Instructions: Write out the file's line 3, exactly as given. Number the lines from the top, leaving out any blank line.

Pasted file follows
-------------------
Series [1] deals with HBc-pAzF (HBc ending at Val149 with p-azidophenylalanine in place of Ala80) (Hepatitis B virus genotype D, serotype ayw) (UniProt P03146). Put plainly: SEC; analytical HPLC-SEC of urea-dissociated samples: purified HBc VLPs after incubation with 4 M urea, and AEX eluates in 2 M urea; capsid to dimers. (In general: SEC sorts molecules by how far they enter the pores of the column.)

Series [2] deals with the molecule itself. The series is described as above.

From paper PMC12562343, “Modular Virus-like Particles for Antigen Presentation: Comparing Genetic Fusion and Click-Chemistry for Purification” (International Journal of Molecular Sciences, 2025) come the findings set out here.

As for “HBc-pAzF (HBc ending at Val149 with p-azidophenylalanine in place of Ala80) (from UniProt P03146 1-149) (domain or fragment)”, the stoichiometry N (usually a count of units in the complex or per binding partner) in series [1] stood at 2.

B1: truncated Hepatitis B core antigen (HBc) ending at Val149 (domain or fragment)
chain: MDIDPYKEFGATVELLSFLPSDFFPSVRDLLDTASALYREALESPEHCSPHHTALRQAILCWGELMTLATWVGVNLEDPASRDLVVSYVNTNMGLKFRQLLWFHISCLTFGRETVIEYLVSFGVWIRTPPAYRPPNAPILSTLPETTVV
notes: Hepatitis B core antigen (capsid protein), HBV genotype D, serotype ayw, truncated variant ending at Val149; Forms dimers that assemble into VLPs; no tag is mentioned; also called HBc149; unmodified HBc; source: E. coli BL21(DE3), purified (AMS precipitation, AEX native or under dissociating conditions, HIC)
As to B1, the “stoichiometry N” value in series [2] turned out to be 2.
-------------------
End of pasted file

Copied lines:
From paper PMC12562343, “Modular Virus-like Particles for Antigen Presentation: Comparing Genetic Fusion and Click-Chemistry for Purification” (International Journal of Molecular Sciences, 2025) come the findings set out here.